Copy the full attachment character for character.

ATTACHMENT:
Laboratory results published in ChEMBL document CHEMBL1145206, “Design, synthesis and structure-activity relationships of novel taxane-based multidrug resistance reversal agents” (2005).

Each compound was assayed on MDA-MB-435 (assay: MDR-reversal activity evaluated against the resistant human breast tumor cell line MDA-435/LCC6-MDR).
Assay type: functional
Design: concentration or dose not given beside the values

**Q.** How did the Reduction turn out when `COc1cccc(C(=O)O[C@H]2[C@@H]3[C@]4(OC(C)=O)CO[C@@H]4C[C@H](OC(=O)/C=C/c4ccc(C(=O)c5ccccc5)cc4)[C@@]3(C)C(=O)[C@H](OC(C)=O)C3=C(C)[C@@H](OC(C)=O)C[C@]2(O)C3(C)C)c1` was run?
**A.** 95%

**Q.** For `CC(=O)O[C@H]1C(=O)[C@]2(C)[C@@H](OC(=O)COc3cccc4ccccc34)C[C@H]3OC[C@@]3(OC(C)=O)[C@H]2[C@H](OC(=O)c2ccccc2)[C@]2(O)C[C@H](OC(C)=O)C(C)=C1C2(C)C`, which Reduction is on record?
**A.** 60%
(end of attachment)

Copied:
Laboratory results published in ChEMBL document CHEMBL1145206, “Design, synthesis and structure-activity relationships of novel taxane-based multidrug resistance reversal agents” (2005).

Each compound was assayed on MDA-MB-435 (assay: MDR-reversal activity evaluated against the resistant human breast tumor cell line MDA-435/LCC6-MDR).
Assay type: functional
Design: concentration or dose not given beside the values

**Q.** How did the Reduction turn out when `COc1cccc(C(=O)O[C@H]2[C@@H]3[C@]4(OC(C)=O)CO[C@@H]4C[C@H](OC(=O)/C=C/c4ccc(C(=O)c5ccccc5)cc4)[C@@]3(C)C(=O)[C@H](OC(C)=O)C3=C(C)[C@@H](OC(C)=O)C[C@]2(O)C3(C)C)c1` was run?
**A.** 95%

**Q.** For `CC(=O)O[C@H]1C(=O)[C@]2(C)[C@@H](OC(=O)COc3cccc4ccccc34)C[C@H]3OC[C@@]3(OC(C)=O)[C@H]2[C@H](OC(=O)c2ccccc2)[C@]2(O)C[C@H](OC(C)=O)C(C)=C1C2(C)C`, which Reduction is on record?
**A.** 60%